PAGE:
The Republicans say they're about family values, but that turns out to be code for something much more sinister. To me, family values means something that promotes the notion of people helping people, of people treating each other kindly, of people within a family loving one another, of people wanting children to grow up happy and healthy. But many gay families pass this requirement and yet are shunned by the so-called party of family values.

The Republicans say they're about fiscal responsibility, yet they orchestrated the worst economic catastrophe in the history of the world. And why? Because they effectively enshrined the notion that “greed is good,” a claim that is so obviously ridiculous it's a wonder it wasn't laughed out of the room the moment it was first said. But, of course, people who desperately want to believe a selfish thing will find themselves highly motivated to stretch in what they are willing to believe.

The Republicans say they're about the Constitution, but when attempts are made to enforce privacy rights or free speech rights, we find them making exceptions. In fact, I honestly think that before the neocons took over the party, the Republican Party really was about this one. And there are a few lonely voices even now within the Republican Party that pay lip service to this issue. But when push comes to shove we see party line votes on matters that do not uphold free speech and privacy rights.

I really just don't like the idea of aligning with a party; I fear the notion of “toeing someone's party line.” I like independently evaluating issues on their merits. When I voted for Weld in the Massachusetts primary, I was going to be out of town and had to vote absentee. To do that, I had to declare a party and was temporarily a Republican for a few weeks near the election. I recall worrying that I would die in an accident and that my tombstone would read “he died a Republican.” So maybe it's not fair to say I actually want to be a Republican. But I do covet the issue space that the Republicans allegedly care about, and I do think they're falling down in their duty to offer me options that fit in that space.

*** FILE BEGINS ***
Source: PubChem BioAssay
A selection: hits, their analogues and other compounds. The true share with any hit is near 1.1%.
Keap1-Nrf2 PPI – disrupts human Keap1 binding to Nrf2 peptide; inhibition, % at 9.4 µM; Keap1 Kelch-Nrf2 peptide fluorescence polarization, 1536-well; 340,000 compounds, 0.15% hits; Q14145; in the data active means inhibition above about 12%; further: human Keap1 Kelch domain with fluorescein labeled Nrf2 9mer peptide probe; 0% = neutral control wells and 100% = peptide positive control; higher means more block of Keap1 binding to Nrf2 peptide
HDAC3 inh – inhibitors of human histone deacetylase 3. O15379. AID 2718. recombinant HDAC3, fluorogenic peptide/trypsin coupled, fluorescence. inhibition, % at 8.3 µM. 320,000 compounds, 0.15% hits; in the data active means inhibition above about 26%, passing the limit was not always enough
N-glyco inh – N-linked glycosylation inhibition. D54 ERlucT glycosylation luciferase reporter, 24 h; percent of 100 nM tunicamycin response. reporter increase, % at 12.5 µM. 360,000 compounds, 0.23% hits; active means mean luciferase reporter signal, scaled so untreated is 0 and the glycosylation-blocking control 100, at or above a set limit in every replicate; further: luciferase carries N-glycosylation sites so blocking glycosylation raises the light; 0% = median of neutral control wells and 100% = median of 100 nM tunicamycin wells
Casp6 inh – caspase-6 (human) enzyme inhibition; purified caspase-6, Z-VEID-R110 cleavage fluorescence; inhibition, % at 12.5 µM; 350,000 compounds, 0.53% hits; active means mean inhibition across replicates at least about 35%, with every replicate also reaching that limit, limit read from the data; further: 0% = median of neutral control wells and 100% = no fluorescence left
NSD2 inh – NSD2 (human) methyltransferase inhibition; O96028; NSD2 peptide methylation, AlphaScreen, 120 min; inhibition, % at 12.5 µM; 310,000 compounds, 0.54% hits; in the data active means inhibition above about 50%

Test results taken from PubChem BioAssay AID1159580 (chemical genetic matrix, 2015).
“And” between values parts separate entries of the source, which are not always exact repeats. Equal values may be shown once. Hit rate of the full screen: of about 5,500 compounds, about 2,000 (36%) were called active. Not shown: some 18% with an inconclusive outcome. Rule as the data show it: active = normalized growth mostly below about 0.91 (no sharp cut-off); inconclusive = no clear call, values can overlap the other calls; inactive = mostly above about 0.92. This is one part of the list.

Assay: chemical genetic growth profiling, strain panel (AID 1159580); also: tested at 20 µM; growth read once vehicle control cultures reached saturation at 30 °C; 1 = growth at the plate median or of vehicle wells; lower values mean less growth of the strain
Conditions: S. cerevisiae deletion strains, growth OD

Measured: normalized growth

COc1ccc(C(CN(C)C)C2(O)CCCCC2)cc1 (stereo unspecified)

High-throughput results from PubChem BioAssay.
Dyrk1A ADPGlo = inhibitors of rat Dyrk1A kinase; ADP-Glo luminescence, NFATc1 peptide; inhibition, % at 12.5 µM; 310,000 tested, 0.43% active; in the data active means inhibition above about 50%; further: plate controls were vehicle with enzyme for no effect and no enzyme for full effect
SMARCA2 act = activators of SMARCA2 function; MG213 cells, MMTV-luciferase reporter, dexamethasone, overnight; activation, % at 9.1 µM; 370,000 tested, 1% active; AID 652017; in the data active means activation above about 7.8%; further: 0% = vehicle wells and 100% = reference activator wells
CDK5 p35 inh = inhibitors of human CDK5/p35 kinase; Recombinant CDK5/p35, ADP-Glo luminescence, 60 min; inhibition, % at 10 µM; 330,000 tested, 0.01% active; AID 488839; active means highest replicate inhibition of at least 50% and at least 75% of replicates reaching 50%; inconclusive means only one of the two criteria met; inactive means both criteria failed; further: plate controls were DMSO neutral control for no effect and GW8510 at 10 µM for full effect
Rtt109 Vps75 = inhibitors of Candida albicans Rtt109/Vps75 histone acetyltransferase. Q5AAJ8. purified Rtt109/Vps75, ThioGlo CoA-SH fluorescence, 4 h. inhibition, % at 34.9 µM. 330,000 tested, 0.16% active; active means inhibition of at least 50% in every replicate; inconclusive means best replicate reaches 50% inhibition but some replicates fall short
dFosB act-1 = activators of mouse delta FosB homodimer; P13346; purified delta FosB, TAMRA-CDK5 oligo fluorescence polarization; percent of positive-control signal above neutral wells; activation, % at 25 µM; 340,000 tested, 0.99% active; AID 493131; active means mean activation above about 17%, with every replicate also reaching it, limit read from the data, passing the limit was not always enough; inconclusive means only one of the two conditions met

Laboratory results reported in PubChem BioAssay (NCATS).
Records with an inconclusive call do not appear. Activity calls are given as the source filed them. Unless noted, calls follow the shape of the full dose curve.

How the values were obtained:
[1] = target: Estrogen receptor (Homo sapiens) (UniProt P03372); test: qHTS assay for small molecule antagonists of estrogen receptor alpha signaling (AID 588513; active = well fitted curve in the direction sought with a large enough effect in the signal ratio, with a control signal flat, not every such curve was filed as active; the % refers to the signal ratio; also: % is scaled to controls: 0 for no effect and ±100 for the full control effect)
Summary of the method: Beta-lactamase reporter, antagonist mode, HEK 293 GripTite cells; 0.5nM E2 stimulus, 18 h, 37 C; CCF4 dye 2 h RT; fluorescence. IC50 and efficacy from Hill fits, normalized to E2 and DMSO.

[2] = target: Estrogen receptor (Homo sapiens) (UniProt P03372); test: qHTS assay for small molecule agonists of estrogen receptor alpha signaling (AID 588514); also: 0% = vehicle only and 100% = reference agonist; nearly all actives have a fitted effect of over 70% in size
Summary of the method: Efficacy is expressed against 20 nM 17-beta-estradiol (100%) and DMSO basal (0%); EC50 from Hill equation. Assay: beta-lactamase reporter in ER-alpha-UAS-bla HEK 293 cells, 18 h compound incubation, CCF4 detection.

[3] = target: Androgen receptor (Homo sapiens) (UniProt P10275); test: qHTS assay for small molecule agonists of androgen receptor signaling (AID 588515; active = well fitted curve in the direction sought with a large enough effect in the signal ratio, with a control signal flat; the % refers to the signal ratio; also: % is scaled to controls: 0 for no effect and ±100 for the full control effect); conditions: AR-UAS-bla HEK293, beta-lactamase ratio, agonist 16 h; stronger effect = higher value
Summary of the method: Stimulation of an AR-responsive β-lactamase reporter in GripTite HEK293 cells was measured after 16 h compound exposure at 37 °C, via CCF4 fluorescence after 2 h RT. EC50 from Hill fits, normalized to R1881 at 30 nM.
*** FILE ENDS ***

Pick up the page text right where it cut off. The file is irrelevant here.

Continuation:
I refuse to give in and simply call myself a Democrat. I continue to hold out the hope that the Republican Party will surprise me one day with good ideas that will give my preferred status as an Independent a legitimate sense of identity distinct from being a member of the Democratic Party. But some days keeping that hope alive is like trying to keep a candle burning in the winds of a hurricane.

Here I sit, trying to decide what I think of Judge Sotomayor. In spite of her being the clear choice of Obama and the Democrats, I'm really quite annoyed by that controversial ruling Judge Sotomayor has written about controversial free speech rights of school children, the one Paul Levinson has written extensively about. The details of that ruling trouble me a great deal. I'd like to ask her a great many questions about it.

But even as I'd like to consider the ruling, and the candidate, with an independent eye, I have my television tuned in to all kinds of ridiculousness from the sitting Republicans that once again threatens to embarrass me if I go that way. I am incensed about the petty set of things the Republican Party has chosen to make into talking points, stupid issues that are not at all good reasons not to make this woman a Supreme Court Justice.

Quiet down, Republicans. I can't figure out if this candidate is a good choice for the Court, but if you don't stop saying completely idiotic things in opposition, I'm going to feel driven to side with her merely because you have once again made it utterly unpalatable to ever even consider the possibility of an opposing point of view. For once, please don't be your own worst enemy. Just once, I'd like to feel I had a choice.

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Originally published June 1, 2009 at Open Salon, where I wrote under my own name, Kent Pitman.

Tags (from Open Salon): politics, republican, independent, democrat, republican wannabe, own worst enemy, shooting itself in the foot, republican party, sonia sotomayor, sotomayor, supreme court, court, justice, appointment, supreme court justice, candidate, bill weld, jesse ventura